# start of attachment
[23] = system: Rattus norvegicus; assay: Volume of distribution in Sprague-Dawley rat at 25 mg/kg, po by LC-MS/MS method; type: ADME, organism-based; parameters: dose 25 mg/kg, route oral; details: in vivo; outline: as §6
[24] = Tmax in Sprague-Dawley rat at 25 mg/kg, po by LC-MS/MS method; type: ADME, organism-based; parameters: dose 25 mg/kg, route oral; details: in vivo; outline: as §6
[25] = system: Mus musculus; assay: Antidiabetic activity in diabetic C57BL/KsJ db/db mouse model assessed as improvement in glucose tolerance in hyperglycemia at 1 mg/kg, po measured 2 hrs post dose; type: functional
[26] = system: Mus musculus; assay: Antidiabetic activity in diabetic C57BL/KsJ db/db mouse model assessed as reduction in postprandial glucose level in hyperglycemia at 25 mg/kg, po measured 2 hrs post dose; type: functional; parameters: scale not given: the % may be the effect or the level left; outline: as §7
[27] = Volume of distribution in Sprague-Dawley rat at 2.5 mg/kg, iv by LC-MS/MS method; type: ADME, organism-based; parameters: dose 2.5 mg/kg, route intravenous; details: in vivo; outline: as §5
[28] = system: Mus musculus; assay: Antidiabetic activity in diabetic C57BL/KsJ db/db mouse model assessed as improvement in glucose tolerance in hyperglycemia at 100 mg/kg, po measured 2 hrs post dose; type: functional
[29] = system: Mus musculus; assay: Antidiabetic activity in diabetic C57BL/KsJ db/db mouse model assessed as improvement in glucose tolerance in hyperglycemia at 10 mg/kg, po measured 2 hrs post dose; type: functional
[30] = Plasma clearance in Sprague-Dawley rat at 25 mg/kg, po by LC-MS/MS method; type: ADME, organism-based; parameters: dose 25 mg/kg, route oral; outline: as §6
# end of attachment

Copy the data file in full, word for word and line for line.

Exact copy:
[23] = system: Rattus norvegicus; assay: Volume of distribution in Sprague-Dawley rat at 25 mg/kg, po by LC-MS/MS method; type: ADME, organism-based; parameters: dose 25 mg/kg, route oral; details: in vivo; outline: as §6
[24] = Tmax in Sprague-Dawley rat at 25 mg/kg, po by LC-MS/MS method; type: ADME, organism-based; parameters: dose 25 mg/kg, route oral; details: in vivo; outline: as §6
[25] = system: Mus musculus; assay: Antidiabetic activity in diabetic C57BL/KsJ db/db mouse model assessed as improvement in glucose tolerance in hyperglycemia at 1 mg/kg, po measured 2 hrs post dose; type: functional
[26] = system: Mus musculus; assay: Antidiabetic activity in diabetic C57BL/KsJ db/db mouse model assessed as reduction in postprandial glucose level in hyperglycemia at 25 mg/kg, po measured 2 hrs post dose; type: functional; parameters: scale not given: the % may be the effect or the level left; outline: as §7
[27] = Volume of distribution in Sprague-Dawley rat at 2.5 mg/kg, iv by LC-MS/MS method; type: ADME, organism-based; parameters: dose 2.5 mg/kg, route intravenous; details: in vivo; outline: as §5
[28] = system: Mus musculus; assay: Antidiabetic activity in diabetic C57BL/KsJ db/db mouse model assessed as improvement in glucose tolerance in hyperglycemia at 100 mg/kg, po measured 2 hrs post dose; type: functional
[29] = system: Mus musculus; assay: Antidiabetic activity in diabetic C57BL/KsJ db/db mouse model assessed as improvement in glucose tolerance in hyperglycemia at 10 mg/kg, po measured 2 hrs post dose; type: functional
[30] = Plasma clearance in Sprague-Dawley rat at 25 mg/kg, po by LC-MS/MS method; type: ADME, organism-based; parameters: dose 25 mg/kg, route oral; outline: as §6